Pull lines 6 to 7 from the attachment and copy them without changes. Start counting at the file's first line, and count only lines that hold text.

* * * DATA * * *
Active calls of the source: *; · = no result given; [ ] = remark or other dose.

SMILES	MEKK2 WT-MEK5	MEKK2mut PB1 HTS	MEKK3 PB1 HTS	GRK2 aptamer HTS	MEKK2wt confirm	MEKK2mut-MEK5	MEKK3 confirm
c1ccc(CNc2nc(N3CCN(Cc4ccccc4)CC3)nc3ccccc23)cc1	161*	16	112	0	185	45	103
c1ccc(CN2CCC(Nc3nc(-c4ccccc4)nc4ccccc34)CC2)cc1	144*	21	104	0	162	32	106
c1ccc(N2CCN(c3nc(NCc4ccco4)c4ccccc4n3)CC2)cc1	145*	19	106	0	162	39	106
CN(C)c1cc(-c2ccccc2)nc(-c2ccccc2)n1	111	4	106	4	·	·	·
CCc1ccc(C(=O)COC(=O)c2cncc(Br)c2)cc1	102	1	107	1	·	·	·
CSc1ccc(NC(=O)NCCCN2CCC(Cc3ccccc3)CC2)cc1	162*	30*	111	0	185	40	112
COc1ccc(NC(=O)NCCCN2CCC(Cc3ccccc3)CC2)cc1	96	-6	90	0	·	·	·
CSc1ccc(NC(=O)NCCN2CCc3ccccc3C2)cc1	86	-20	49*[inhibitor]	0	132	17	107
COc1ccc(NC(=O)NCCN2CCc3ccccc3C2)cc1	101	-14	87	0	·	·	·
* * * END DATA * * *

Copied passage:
CN(C)c1cc(-c2ccccc2)nc(-c2ccccc2)n1	111	4	106	4	·	·	·
CCc1ccc(C(=O)COC(=O)c2cncc(Br)c2)cc1	102	1	107	1	·	·	·